FOXBOROUGH, Mass. – It was Carles Gil’s body of work over the course of a 34-game regular season that earned the 26-year-old playmaker Major League Soccer’s Newcomer of the Year award, but it didn’t take nearly as long for his New England Revolution teammates and coaches to realize he was special.
“It was long before his first game. It was when he first came in in preseason,” said Teal Bunbury. “You could tell (from) his touch. His calmness on the ball was something I figured out right away – he’s not scared to get (the ball) with 10 guys on him. He’ll dribble out of trouble. He’ll look for you.
“That sense of calmness with him, it’s unbelievable. It’s rare in players.”
Bruce Arena didn’t arrive until midseason – signing on as the Revs’ sporting director and head coach in mid-May – but he had a similar experience when Gil registered a pair of assists in Arena’s first game on the sidelines, a 2-1 road win over the LA Galaxy.
“He was pretty good that day, and it was pretty obvious that he was an outstanding player,” Arena said. “The thing about Carles is that he’s consistently good every game. Players have a tendency to be a little bit up and down, and Carles has played at an extremely high level each and every game.”
The statistics speak to that point. Gil started all 34 regular-season games, missing only eight minutes of league action. He led the team in both goals (10) and assists (14), becoming just the second player in Revolution history with double-digit goals and assists in a single season. He ranked second league-wide in chances created (107), and his 12 primary assists were tied for second-most in MLS.
But it’s impossible to fully grasp Gil’s impact in New England with statistics alone. He captained the side for the final 23 games of the season, and will guide them into their first playoff appearance in four years on Saturday afternoon in Atlanta.
Gil also led the welcoming committee for Gustavo Bou, who arrived in July and immediately identified Gil as not only an exceptional playmaker, but also a quality teammate.
“Right away, I knew Carles was a quality player,” said Bou (via interpreter), who finished fifth in MLS Newcomer of the Year voting after racking up nine goals and two assists in just 14 appearances. “He’s got that vision, that quality touch. Like we say in Argentina, that left leg is like a glove – he puts the ball wherever he wants it.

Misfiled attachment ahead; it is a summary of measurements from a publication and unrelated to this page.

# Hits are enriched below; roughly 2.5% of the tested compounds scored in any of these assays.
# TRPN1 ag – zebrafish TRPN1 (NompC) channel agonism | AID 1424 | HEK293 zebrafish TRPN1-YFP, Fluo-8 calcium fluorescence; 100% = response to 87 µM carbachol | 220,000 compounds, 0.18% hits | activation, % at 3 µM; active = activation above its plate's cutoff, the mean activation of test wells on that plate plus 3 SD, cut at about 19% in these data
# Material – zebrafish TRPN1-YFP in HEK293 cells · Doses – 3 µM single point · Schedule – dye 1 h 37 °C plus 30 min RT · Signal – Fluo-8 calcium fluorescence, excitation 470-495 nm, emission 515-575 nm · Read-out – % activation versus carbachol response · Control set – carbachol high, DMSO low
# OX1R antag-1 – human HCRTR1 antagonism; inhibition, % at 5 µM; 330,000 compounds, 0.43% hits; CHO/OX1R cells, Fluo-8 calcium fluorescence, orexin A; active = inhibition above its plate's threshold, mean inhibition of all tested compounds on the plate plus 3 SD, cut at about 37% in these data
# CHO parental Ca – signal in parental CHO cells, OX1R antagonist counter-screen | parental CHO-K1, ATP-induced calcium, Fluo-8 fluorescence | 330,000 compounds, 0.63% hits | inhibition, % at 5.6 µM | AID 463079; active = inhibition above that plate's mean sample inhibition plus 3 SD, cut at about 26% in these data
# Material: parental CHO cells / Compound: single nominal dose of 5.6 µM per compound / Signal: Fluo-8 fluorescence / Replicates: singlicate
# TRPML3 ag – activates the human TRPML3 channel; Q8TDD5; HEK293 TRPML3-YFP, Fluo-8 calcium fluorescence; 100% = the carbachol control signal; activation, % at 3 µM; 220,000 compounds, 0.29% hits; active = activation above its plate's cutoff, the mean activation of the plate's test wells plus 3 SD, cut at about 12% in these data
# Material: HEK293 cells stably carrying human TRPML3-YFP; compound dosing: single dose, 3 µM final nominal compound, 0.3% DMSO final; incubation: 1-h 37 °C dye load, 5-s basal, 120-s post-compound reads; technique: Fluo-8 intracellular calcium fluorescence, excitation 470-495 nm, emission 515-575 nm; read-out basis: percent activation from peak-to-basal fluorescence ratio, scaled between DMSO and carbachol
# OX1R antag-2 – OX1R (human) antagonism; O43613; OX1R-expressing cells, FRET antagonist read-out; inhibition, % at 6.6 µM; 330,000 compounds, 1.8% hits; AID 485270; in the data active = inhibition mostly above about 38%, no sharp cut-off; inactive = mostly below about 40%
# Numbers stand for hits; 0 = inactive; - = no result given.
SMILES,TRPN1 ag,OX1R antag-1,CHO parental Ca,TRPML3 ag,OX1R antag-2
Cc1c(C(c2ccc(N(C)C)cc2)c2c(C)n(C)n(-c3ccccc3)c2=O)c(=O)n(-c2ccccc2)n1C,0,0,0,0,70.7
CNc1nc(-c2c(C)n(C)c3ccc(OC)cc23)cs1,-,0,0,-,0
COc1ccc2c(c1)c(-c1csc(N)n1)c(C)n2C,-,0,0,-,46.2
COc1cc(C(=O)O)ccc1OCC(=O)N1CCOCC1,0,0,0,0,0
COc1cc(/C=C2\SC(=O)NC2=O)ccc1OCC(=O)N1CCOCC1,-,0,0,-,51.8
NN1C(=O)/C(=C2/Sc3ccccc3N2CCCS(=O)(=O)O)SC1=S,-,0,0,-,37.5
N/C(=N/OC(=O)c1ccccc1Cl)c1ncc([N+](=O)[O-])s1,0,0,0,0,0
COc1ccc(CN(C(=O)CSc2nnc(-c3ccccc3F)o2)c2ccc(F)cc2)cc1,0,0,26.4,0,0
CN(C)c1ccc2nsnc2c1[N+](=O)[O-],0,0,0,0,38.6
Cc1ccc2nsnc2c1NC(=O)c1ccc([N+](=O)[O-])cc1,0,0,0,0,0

“Initially he was one of the first who kind of talked to me, and told me the ins and outs of the team and the city. Definitely him and I, since the beginning, we hit it off very well.”
Gil, to his credit, felt like welcoming Bou into the squad was simply returning the favor after he was made to feel so welcome by his teammates upon his arrival in late January. Joining a new team in a new country – and a new culture – can be jarring, and that adjustment has proven too much for more than a few quality players. But not for Gil.
That, he says, was because of how welcome he was made to feel in New England, and how much confidence the club put in him to be the type of player to lead them on and off the field.
“When I came here, they made me feel like an important part of the team,” Gil said via interpreter. “That was followed by them giving me the captain’s armband. Like any other player, when you’re given that confidence, when you’re given that trust to play well, I attribute that to how well I adapted.”
Arena called Gil “a playmaker in a day and age where there are very few of them,” but also praised the Spaniard’s willingness to do whatever is asked of him, whether that’s scoring goals, setting up others, or simply tracking back and putting in the work on the defensive side of the ball.
“He does whatever the game asks of him,” Arena said. “If that means he has to track a player back into the defensive third, he does that. You very rarely see that with players of Carles’ caliber. He’s got a great mentality to be a team player, as well as being an extremely talented player, as well.”
That talent earned Gil the league’s Newcomer of the Year award – joining recent winners like Zlatan Ibrahimovic (2018), Miguel Almiron (2017), Nicolos Lodeiro (2016), and Sebastian Giovinco (2015) – and Revolution fans are hoping that talent remains in New England for a long, long time.